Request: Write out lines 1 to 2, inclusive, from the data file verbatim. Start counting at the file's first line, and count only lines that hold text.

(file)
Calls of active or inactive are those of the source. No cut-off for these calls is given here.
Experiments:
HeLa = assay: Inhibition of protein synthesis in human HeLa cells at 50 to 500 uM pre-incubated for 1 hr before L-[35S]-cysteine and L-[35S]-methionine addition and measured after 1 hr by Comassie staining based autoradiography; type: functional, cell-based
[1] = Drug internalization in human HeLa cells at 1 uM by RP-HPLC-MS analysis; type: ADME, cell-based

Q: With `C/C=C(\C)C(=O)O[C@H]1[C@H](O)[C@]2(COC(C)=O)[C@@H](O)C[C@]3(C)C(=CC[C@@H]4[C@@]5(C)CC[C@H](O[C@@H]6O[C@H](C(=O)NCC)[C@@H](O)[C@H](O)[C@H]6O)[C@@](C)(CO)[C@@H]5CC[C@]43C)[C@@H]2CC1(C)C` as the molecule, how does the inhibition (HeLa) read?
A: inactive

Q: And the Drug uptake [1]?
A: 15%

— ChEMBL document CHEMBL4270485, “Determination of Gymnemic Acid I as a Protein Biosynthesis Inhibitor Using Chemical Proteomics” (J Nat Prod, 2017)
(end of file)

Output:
Calls of active or inactive are those of the source. No cut-off for these calls is given here.
Experiments: